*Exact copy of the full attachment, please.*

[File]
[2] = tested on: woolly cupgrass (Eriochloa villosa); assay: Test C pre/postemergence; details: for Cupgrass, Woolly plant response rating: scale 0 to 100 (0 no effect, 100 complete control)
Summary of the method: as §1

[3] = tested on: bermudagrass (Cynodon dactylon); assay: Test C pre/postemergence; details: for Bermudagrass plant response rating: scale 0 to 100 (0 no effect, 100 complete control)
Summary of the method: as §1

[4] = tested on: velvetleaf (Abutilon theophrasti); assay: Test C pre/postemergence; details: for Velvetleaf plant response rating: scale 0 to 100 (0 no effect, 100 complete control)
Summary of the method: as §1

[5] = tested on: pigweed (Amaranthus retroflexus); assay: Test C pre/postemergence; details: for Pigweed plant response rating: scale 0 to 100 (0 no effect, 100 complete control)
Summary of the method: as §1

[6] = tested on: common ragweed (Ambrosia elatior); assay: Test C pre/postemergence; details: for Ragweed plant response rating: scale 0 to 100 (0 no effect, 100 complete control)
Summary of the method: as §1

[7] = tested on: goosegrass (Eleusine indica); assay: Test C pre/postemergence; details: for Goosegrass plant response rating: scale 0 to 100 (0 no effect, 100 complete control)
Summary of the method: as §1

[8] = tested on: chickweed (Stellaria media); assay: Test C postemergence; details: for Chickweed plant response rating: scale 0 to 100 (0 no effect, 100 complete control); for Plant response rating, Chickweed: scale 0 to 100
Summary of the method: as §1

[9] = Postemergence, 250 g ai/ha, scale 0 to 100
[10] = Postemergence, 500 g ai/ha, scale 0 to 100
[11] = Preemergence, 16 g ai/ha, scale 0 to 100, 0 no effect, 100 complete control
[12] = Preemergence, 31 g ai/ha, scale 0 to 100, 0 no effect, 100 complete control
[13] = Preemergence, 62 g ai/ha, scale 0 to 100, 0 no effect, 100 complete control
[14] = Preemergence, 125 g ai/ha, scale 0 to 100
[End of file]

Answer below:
[2] = tested on: woolly cupgrass (Eriochloa villosa); assay: Test C pre/postemergence; details: for Cupgrass, Woolly plant response rating: scale 0 to 100 (0 no effect, 100 complete control)
Summary of the method: as §1

[3] = tested on: bermudagrass (Cynodon dactylon); assay: Test C pre/postemergence; details: for Bermudagrass plant response rating: scale 0 to 100 (0 no effect, 100 complete control)
Summary of the method: as §1

[4] = tested on: velvetleaf (Abutilon theophrasti); assay: Test C pre/postemergence; details: for Velvetleaf plant response rating: scale 0 to 100 (0 no effect, 100 complete control)
Summary of the method: as §1

[5] = tested on: pigweed (Amaranthus retroflexus); assay: Test C pre/postemergence; details: for Pigweed plant response rating: scale 0 to 100 (0 no effect, 100 complete control)
Summary of the method: as §1

[6] = tested on: common ragweed (Ambrosia elatior); assay: Test C pre/postemergence; details: for Ragweed plant response rating: scale 0 to 100 (0 no effect, 100 complete control)
Summary of the method: as §1

[7] = tested on: goosegrass (Eleusine indica); assay: Test C pre/postemergence; details: for Goosegrass plant response rating: scale 0 to 100 (0 no effect, 100 complete control)
Summary of the method: as §1

[8] = tested on: chickweed (Stellaria media); assay: Test C postemergence; details: for Chickweed plant response rating: scale 0 to 100 (0 no effect, 100 complete control); for Plant response rating, Chickweed: scale 0 to 100
Summary of the method: as §1

[9] = Postemergence, 250 g ai/ha, scale 0 to 100
[10] = Postemergence, 500 g ai/ha, scale 0 to 100
[11] = Preemergence, 16 g ai/ha, scale 0 to 100, 0 no effect, 100 complete control
[12] = Preemergence, 31 g ai/ha, scale 0 to 100, 0 no effect, 100 complete control
[13] = Preemergence, 62 g ai/ha, scale 0 to 100, 0 no effect, 100 complete control
[14] = Preemergence, 125 g ai/ha, scale 0 to 100